Findings of the trial court as to the credibility of the testimonies of the prosecution and the lone testimony of the defense deserve, in our view, great weight. Jurisprudence has consistently held that, in the absence of any clear showing that the trial court overlooked, misunderstood or misapplied some facts or circumstances of weight or substance which could have affected the result of the case, its findings on the credibility of witnesses are entitled to the highest degree of respect and will not be disturbed on appeal. Furthermore, the presumption of regularity in the performance of official duty strengthens the foregoing doctrine on the credibility of witnesses. The uncorroborated claim of the accused that he had been framed is, to our mind, self-serving as well as baseless.

Considering the circumstances in this case, we find that there was sufficient reason to justify a warrantless arrest of petitioner for illegal possession of firearms. 

Section 5 of Rule 113 of the Rules of Court, provides that:

“SECTION 5. Arrest without warrant; when lawful. — A peace officer or a private person may, without a warrant, arrest a person:

(a) When, in his presence, the person to be arrested has committed, is actually committing, or is attempting to commit an offense;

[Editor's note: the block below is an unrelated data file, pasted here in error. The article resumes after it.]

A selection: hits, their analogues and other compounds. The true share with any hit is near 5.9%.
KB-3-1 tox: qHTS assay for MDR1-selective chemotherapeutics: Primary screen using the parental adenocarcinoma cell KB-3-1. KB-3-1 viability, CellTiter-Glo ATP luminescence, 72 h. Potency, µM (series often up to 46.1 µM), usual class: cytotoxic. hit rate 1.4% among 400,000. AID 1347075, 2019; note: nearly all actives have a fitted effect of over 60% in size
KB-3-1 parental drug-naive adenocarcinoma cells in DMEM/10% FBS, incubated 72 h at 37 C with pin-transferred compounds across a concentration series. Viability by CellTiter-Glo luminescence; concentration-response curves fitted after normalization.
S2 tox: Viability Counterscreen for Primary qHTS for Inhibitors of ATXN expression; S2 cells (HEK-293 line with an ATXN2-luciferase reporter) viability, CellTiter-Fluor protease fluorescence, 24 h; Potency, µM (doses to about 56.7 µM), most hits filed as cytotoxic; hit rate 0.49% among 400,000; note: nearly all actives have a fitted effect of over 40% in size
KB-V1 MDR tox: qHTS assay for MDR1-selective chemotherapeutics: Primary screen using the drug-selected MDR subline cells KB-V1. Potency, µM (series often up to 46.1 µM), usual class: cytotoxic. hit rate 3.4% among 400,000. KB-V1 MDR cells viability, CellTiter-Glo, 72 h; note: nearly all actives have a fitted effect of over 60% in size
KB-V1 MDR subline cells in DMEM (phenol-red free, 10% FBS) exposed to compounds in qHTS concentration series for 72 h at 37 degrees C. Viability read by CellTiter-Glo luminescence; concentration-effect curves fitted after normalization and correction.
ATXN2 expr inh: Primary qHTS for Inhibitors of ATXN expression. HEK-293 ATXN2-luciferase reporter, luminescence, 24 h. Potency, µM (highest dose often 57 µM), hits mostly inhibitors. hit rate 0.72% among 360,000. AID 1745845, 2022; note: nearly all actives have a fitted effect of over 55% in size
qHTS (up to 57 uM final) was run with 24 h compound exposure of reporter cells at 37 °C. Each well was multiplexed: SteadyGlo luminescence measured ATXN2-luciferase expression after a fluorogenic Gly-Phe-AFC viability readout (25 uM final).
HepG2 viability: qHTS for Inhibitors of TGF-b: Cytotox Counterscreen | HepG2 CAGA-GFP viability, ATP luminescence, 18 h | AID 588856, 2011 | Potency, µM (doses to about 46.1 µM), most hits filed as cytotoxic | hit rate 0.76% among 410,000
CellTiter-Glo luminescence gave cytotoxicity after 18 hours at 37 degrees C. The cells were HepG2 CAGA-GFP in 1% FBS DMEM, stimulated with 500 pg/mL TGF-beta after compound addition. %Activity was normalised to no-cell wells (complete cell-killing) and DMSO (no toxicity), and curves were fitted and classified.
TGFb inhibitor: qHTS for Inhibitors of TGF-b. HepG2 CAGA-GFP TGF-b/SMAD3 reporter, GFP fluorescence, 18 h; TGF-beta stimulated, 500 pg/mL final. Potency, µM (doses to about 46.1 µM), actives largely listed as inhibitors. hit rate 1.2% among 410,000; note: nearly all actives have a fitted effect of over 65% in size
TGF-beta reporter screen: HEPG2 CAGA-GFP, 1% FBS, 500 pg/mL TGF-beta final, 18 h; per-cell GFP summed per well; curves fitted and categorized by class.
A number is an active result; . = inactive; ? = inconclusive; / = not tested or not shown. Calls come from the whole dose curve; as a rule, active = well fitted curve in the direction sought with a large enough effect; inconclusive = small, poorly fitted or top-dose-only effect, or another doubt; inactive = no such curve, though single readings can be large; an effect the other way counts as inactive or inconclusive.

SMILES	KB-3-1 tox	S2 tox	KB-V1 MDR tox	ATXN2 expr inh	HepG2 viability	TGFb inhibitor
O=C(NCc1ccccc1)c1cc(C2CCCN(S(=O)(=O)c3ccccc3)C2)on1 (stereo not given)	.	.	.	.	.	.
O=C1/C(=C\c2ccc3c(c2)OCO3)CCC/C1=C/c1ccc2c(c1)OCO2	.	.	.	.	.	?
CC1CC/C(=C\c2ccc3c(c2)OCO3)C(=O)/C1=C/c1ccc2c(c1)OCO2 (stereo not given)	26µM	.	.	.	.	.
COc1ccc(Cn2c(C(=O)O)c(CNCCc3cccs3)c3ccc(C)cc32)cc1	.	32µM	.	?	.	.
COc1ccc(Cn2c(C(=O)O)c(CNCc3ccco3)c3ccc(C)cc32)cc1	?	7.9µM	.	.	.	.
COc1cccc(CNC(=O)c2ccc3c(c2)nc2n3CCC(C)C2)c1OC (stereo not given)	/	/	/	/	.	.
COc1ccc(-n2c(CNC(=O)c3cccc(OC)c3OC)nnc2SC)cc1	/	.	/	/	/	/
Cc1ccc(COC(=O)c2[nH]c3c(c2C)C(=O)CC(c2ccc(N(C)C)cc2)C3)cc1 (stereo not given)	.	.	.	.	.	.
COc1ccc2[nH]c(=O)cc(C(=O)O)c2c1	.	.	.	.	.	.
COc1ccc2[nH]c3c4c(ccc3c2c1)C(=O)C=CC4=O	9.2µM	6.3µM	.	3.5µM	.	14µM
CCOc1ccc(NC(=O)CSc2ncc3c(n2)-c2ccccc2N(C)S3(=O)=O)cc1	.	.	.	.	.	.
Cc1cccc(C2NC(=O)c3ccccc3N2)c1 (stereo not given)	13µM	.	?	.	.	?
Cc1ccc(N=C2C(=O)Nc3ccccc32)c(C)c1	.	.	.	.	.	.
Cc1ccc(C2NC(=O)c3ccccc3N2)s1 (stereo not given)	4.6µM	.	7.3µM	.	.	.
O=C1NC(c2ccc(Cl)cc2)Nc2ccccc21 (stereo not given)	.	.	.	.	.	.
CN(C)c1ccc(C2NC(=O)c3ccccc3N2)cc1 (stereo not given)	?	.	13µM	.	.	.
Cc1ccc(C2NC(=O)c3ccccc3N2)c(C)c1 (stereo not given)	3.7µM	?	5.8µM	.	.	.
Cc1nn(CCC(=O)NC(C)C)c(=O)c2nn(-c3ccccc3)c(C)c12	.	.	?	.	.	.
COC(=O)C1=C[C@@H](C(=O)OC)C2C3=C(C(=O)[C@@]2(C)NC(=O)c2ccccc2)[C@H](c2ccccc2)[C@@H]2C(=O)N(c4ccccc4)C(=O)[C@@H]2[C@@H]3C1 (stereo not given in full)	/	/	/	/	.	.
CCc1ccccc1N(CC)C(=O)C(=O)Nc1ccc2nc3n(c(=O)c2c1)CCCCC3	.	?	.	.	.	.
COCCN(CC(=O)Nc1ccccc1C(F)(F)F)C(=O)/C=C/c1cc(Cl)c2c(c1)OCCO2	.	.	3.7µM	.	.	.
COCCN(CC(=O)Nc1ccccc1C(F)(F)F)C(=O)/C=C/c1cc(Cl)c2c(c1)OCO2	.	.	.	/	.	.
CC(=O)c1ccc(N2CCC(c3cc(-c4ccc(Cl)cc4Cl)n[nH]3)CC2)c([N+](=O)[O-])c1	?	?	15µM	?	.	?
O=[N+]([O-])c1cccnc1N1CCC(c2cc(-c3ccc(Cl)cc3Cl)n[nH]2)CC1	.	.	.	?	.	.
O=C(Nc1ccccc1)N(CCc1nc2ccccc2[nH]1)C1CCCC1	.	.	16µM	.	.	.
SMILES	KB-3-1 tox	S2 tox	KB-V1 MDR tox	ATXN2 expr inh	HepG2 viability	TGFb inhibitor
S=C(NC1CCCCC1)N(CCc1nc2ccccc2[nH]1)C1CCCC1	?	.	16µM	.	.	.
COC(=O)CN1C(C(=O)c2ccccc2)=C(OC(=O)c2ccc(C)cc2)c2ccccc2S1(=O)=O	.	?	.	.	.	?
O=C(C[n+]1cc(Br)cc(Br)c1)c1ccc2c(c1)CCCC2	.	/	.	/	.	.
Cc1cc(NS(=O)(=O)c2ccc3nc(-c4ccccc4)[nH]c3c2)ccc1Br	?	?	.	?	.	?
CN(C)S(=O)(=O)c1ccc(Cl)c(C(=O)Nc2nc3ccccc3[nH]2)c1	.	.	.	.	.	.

(b) When an offense has in fact just been committed, and he has personal knowledge of facts indicating that the person to be arrested has committed it; and

(c) When the person to be arrested is a prisoner who has escaped from a penal establishment or place where he is serving final judgment or temporarily confined while his case is pending, or has escaped while being transferred from one confinement to another.

In cases falling under paragraph (a) and (b) hereof, the person arrested without a warrant shall be forthwith delivered to the nearest police station or jail, and he shall be proceeded against in accordance with Rule 112, Section 7.”

The findings of the trial court, accepted by the appellate court, show the pertinence of paragraphs (a) and (b) of Section 5 abovecited. 

Through police dispatch to the scene of a crime report and in the presence of complainants, it was ascertained that a robbery had just been committed, and the arresting officers had personal knowledge that petitioner was directly implicated as a suspect. 

As explained by a respected authority on criminal procedure:

“It has been ruled that ‘personal knowledge of facts’, in arrests without warrant must be based upon probable cause, which means an actual belief or reasonable grounds of suspicion. . . . Peace officers may pursue and arrest without warrant any person found in suspicious places or under suspicious circumstances reasonably tending to show that such person has committed, or is about to commit, any crime or breach of the peace. Probable cause for an arrest without warrant is such a reasonable ground of suspicion supported by circumstances sufficiently strong in themselves as to warrant a reasonable man in believing the accused to be guilty. Besides reasonable ground of suspicion, action in good faith is another protective bulwark for the officer..”.